Missouri prosecutors bring new manslaughter charges against 3 men in 2018 duck boat disaster

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The captain and two employees of a tourist duck boat that sank in a Missouri lake in July 2018, killing 17 of the 31 people aboard, have been charged by a state prosecutor, reviving the threat of long prison sentences seven months after federal charges against them were dismissed.

Captain Kenneth Scott McKee, operations supervisor Charles Baltzell and general manager Curtis Lanham were each charged this week with 17 counts of involuntary manslaughter for their roles in the Ride the Ducks disaster on Table Rock Lake near the tourist mecca of Branson, in southwestern Missouri.

The boat was overwhelmed during a fast-moving thunderstorm and sank before it could make it back to shore.

Missouri Attorney General Eric Schmitt, whose office will assist with the prosecution, and Stone County Prosecuting Attorney Matt Selby announced the charges.

“The victims deserve justice,” Schmitt said in a statement.

In this July 23, 2018, file photo, a duck boat is raised after sinking in Table Rock Lake in Branson, Mo., during a severe thunderstorm that generated near-hurricane strength winds.

The trio of boat employees had been charged with similar crimes in federal court, but those charges were dismissed after a judge determined the lake was not a navigable waterway under federal jurisdiction.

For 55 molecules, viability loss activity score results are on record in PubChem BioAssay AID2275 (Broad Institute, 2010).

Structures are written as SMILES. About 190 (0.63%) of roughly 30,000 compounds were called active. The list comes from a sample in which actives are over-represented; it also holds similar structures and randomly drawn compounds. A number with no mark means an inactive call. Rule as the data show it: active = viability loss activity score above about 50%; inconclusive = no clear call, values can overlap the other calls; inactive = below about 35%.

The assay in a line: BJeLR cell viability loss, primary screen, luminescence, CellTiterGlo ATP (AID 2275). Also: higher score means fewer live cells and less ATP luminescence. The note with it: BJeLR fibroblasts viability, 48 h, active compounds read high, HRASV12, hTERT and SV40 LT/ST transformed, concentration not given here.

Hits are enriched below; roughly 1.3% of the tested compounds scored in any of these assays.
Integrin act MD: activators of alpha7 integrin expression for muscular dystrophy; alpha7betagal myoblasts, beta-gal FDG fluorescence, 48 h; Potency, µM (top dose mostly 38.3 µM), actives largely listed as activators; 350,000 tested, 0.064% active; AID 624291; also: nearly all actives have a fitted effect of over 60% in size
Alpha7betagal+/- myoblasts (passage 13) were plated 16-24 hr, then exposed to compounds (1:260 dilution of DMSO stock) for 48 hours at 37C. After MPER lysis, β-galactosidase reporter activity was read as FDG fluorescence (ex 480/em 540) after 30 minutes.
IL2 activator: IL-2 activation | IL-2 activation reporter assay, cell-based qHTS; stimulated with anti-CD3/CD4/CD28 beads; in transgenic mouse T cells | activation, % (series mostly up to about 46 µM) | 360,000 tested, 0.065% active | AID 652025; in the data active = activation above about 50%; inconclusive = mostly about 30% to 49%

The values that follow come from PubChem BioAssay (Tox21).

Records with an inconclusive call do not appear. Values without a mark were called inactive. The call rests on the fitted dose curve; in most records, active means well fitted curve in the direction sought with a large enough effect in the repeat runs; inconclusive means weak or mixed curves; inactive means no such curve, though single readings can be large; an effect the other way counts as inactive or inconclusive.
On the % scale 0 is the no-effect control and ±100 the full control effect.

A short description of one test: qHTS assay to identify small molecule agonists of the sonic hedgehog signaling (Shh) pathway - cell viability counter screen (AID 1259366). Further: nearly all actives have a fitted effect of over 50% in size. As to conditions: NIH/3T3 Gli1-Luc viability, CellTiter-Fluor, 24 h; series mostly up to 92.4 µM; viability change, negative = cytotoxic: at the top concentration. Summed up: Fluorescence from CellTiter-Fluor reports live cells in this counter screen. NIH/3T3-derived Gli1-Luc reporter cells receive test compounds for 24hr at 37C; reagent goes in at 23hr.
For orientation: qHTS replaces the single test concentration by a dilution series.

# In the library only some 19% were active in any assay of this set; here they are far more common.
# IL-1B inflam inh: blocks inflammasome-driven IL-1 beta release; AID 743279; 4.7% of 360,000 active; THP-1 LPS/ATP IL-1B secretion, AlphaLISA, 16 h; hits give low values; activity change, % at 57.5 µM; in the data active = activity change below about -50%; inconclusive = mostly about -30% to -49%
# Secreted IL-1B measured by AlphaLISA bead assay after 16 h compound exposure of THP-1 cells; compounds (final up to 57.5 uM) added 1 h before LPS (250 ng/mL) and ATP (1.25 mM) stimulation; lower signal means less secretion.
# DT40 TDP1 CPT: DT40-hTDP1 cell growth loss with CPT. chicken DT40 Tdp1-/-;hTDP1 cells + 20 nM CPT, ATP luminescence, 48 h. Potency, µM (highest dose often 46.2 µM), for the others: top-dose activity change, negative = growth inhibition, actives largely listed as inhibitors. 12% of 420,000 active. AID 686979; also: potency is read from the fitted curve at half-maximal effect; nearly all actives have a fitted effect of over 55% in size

Among the dead were nine members of a family from Indianapolis and victims from Missouri, Illinois and Arkansas. Tia Coleman, a member of that Indianapolis family who lost her husband and three children, said in a statement that her “prayers had been answered” with the charges.

“I’m so hopeful that we are one major step closer to justice for all those that perished, and to preventing that what happened to them from ever happening again,” Coleman said.

‘Like I’ve never seen before’:A moment-by-moment account of the tragic duck boat sinking

McKee, 54, faces 29 charges, including 17 charges of first-degree involuntary manslaughter. The 12 additional charges allege that he endangered child passengers on the boat, five of whom died.

The child-endangerment charges filed over deaths are the most serious, punishable by between 10 years and 30 years in prison. The endangerment charges involving children who survived the accident carry a sentence of up to seven years.

An affidavit from a Missouri Highway Patrol sergeant accuses McKee of failing to exercise his duties as a licensed captain by taking his amphibious vehicle onto the lake during a thunderstorm.

Baltzell, 79, and Lanham, 39, are accused of failing to communicate weather conditions and to cease operations during a severe thunderstorm warning.

Contributing: The Associated Press